Others worth trying:

Broody Chick

Broody Chick – Compostable diapers made with plant-based SAP. These diapers are chlorine free, hypo-allergenic, fragrance free and breathable.

Earth’s Best – These diapers are also chlorine free, hypo-allergenic, fragrance free, dye free and latex free. The absorbent material is made out of corn and wheat. We had some leakage problems with this brand.

honest diapersHonest Company – As much as I wanted to like the Honest Company diapers, they just didn’t work for us. They constantly leaked and ran small. Too bad, because those designs are adorable. Like the other diapers above, these also use plant-based materials in place of some petroleum-based chemicals.


Wipes are generally not recommended to be used until your baby is over one month old. Cotton or cloth should be used instead to avoid irritating their sensitive skin during this period. When your baby is ready, wipes are typically the most convenient and efficacious option.

Many mainstream wipes are full of harmful chemicals like fragrance, alcohol and other irritants. Below are some general guidelines for choosing wipes free of harmful chemicals.

What to look for:

  • Fragrance free
  • Hypo-allergenic
  • Alcohol free


Recommended Brands:

water wipesWater Wipes – These chemical free wipes contain 99.9% purified water and a drop of fruit extract. They’re so gentle that they can be used from birth. Highest rated wipes by the Environmental Working Group’s Skin Deep database.

Honest Company Wipes – Biodegradable and plant-based, these wipes are made without alcohol, fragrance and chlorine. They’re infused with pomegranate, chamomile, cucumber & masterwort leaf which makes them smell yummy, too.

Babyganics – Made with plant-based, no-allergenic ingredients without alcohol, parabens, sulfates, phthalates, artificial dyes or fragrances.


Feeding is something you’ll spend the majority of your time doing during the first few months. The right preparation will give you the confidence and resources you need if any issues arise.

The essentials:

  • Bottles
  • A breast pump
  • Formula if needed


  • Nursing pillow
  • Highchair
  • Bibs


Whether you breastfeed or bottle feed, you will want to have bottles and a breast pump on hand for a number of reasons (e.g., low birth weight, latching issues, time away, etc.). It is best to be prepared for any scenario ahead of time.

When purchasing bottles, glass is the cleanest, purest choice. Silicone sleeves can be purchased for most bottles that makes them easier to grip and less likely to shatter. Plastic can also be a safe option, but not all plastics are created equal. “Cloudy” plastics (see below) are safer choices that are typically BPA-free. Nipples should be made of silicone, which is safer and more stable than yellow rubber or latex.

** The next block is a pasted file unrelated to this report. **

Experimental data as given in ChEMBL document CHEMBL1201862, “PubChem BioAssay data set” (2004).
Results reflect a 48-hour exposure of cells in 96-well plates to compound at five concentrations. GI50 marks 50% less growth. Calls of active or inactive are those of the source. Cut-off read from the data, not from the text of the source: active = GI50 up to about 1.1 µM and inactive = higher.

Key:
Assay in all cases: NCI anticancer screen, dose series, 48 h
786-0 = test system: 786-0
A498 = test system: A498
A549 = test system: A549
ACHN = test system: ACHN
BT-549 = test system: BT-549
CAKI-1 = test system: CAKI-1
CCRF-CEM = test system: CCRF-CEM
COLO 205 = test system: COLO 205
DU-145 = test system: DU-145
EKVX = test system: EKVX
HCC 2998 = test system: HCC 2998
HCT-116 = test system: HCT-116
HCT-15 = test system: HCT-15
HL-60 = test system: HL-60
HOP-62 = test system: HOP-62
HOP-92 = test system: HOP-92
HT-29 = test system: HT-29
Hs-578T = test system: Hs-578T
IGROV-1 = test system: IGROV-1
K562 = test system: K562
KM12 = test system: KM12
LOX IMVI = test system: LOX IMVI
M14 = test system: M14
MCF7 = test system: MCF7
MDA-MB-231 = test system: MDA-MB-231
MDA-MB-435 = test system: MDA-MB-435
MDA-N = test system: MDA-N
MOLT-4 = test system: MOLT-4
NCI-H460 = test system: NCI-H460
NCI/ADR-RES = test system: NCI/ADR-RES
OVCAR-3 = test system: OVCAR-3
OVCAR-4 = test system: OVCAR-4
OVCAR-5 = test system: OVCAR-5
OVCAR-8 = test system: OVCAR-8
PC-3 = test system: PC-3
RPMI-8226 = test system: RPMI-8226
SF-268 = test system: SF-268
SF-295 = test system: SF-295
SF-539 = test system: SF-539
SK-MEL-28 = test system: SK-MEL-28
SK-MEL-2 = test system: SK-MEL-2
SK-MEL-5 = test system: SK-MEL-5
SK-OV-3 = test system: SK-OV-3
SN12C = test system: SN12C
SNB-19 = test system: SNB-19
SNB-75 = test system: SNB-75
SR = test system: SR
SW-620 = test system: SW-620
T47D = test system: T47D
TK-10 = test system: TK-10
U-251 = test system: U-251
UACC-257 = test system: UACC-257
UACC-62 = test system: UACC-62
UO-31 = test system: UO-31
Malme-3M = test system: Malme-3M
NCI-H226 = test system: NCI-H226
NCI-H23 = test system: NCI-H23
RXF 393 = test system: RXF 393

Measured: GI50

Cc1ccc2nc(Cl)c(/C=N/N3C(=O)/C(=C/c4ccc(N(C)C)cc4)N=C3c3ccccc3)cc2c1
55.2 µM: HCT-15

What to look for:

  • Glass
  • If buying plastic, choose polyethylene (#1), polyethersulfone (PES) polyamide (PA) or polypropylene (#5)
  • Silicone nipples


  • Plastics containing BPA or phthalates
  • Synthetic rubber (petroleum-based) or latex nipples

Recommended Brands:Born Free

Born Free Breeze ($16) – These bottles are available in both glass and BPA-free plastic. They have a modern design, anti-colic vent and breastfeeding-like nipple, but what people love most about is it’s is easy to clean. The nipple is all one piece, so you only need to clean the bottle and top without taking apart a bunch of tiny pieces.

thinkbabyThinkbaby ($10) – These BPA-free polypropylene bottles have a patented venting system that helps reduce colic. They also have an hourglass shape that make them easy to grip.

lifefactory bottleLifefactory ($15) – These no-frills glass bottles come with a silicone sleeve to help prevent breakage.

dr. brownsDr. Brown’s ($20) – These have been the notorious anti-colic bottles for decades. They have a vent system that helps prevent colic, spit up, burping and gas. Available in both BPA-free plastic and glass.

More “green” recommendations here and innovative bottle recommendations here.


When choosing a pump, look for BPA and phthalate free options.

Tip: Most insurance plans will cover certain “approved” breast pumps. Although they may not be the top-of-the-line product, they are typically fine and serve their purpose. Purchasing or renting may become necessary if you’re not satisfied with your options or need a stronger, more efficient pump.

Recommended Brand:

medela pumpMedela offers BPA-free pumps, bags, accessories and storage sets. This pump comes with everything you need.

This blog shares a list of BPA and phthalate free pumps.


Highchairs are not a necessity, but they help make feeding a bit easier and cleaner when babies begin eating solids (usually anywhere between 4 – 6 months.) Holding your baby in your lap is another option, but it can get messy when they’re eating purees. A highchair that can grow with your baby is ideal. The same chair can last many years.

What to look for:

  • Solid wood